Occasionally not too often a publisher or a publicist will offer to send me a book or an electronic version thereof, in the hopes of bagging a review. As a rule, I’ll accept these if there’s at least a reasonable chance, in my judgment, that I’ll get something worth reading out of the deal; otherwise, no thank you.
“Get a free review copy of my book!” (No. Tell me where I can buy it and if the price is within my budget, I will review it; I think getting a freebie instead of paying for it affects my ability to give a fair review. I’ve done so once and I lucked out, it was a good book, but I’m not chancing it again. If you shy away from that, then maybe you need to sit down and do some editing.)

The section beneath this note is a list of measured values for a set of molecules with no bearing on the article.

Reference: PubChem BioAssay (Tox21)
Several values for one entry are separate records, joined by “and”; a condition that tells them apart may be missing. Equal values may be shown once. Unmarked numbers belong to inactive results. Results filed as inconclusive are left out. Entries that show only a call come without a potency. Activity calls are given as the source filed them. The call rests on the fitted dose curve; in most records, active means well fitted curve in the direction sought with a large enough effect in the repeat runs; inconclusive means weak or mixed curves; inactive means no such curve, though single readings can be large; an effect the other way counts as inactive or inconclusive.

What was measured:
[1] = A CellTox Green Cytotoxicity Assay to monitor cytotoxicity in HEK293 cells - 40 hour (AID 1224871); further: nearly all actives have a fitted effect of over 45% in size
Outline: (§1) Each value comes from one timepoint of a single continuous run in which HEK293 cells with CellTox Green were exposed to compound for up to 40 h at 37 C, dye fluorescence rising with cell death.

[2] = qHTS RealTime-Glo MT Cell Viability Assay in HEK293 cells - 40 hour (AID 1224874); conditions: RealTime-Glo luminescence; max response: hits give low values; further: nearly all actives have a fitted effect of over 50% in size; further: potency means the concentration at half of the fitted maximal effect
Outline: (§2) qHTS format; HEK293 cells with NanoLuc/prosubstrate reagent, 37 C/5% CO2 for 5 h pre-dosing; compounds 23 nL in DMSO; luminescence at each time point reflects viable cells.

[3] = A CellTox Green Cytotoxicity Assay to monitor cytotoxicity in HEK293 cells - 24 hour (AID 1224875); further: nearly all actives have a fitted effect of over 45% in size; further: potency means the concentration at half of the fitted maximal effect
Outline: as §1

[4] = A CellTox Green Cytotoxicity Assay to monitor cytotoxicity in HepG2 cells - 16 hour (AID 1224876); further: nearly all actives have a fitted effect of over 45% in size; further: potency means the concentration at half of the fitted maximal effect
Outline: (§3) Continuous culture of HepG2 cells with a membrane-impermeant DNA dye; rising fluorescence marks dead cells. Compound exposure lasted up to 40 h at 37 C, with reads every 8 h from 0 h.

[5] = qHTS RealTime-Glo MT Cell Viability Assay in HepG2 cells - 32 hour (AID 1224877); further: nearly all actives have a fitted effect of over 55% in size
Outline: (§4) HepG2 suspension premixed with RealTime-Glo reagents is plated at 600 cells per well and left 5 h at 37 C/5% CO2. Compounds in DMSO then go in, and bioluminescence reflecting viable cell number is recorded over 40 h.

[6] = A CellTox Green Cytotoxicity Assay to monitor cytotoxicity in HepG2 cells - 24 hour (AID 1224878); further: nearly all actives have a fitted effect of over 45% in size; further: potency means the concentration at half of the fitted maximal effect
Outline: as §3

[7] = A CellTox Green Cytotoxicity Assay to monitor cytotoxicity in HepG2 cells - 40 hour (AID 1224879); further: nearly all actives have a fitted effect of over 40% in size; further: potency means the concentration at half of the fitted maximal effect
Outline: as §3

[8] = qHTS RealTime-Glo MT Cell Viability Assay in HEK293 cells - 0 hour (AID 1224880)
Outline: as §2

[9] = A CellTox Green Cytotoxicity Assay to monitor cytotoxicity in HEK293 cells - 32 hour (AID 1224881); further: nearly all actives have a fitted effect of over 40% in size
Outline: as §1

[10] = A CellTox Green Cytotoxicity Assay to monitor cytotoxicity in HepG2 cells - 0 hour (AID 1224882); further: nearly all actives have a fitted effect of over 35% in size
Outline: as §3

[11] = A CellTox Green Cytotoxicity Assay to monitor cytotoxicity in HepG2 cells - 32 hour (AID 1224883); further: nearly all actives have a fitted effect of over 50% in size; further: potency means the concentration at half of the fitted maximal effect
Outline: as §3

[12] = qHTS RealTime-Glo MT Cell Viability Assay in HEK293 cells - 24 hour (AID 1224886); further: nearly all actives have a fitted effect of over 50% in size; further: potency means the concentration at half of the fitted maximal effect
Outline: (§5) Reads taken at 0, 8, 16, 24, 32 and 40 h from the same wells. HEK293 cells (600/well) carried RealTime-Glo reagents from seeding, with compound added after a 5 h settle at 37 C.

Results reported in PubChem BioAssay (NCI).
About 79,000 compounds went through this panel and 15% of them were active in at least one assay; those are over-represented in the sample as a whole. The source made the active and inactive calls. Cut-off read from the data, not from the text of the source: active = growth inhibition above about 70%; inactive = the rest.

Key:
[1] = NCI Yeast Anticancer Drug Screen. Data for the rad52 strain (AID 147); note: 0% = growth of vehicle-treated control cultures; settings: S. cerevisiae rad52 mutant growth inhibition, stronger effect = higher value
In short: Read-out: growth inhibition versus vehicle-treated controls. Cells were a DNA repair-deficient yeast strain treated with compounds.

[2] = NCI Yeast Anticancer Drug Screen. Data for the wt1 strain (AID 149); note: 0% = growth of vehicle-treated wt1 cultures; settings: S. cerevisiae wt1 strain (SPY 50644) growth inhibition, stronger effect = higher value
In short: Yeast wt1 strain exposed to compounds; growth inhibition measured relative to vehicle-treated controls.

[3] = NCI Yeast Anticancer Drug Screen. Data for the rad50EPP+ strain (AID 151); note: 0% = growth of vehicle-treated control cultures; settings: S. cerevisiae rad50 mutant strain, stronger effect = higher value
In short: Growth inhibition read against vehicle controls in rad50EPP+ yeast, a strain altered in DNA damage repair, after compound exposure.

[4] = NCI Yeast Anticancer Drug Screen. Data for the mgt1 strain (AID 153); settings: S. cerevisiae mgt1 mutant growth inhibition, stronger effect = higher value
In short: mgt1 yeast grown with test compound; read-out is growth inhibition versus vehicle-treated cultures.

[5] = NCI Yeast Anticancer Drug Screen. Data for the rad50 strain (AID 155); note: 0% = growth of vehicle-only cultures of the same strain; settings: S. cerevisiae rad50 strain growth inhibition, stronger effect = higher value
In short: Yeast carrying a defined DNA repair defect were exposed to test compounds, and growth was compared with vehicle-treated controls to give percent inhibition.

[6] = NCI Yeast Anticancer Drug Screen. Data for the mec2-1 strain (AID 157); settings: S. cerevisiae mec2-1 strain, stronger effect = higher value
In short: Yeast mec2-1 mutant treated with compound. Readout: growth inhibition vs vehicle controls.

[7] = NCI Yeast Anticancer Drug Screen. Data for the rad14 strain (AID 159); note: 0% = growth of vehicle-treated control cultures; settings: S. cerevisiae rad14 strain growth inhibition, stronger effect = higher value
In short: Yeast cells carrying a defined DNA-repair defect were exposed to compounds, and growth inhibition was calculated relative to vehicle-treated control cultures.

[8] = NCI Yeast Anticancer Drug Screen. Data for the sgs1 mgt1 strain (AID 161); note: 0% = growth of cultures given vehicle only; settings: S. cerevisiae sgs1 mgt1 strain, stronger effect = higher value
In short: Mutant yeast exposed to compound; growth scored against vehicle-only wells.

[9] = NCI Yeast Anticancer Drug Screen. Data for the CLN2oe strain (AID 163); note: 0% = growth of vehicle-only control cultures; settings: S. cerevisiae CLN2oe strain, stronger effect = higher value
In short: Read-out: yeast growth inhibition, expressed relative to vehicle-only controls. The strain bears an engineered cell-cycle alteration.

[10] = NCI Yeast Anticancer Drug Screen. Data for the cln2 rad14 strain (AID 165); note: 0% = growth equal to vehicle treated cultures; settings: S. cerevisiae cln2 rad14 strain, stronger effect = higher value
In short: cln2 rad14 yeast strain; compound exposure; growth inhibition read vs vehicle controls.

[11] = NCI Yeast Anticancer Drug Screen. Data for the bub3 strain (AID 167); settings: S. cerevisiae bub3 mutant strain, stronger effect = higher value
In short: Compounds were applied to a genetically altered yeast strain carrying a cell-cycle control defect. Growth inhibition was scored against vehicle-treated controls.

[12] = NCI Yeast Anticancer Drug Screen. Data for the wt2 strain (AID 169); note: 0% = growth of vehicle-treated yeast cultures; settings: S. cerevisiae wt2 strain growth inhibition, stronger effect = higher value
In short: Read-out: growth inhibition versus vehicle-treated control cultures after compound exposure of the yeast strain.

This is, pretty much by definition, the no-compromise position, and if she feels that getting the freebie influences her judgment, she’s doing exactly what she ought to be doing.
Which suggests the obvious question: does getting the freebie influence my judgment? At some level, I suspect it must; there’s a lot to be said for not actually parting with $24.95. And I do work to minimize that influence. That said, though, “minimal,” as a general rule, does not equal zero.
Disclosure: I bought her book.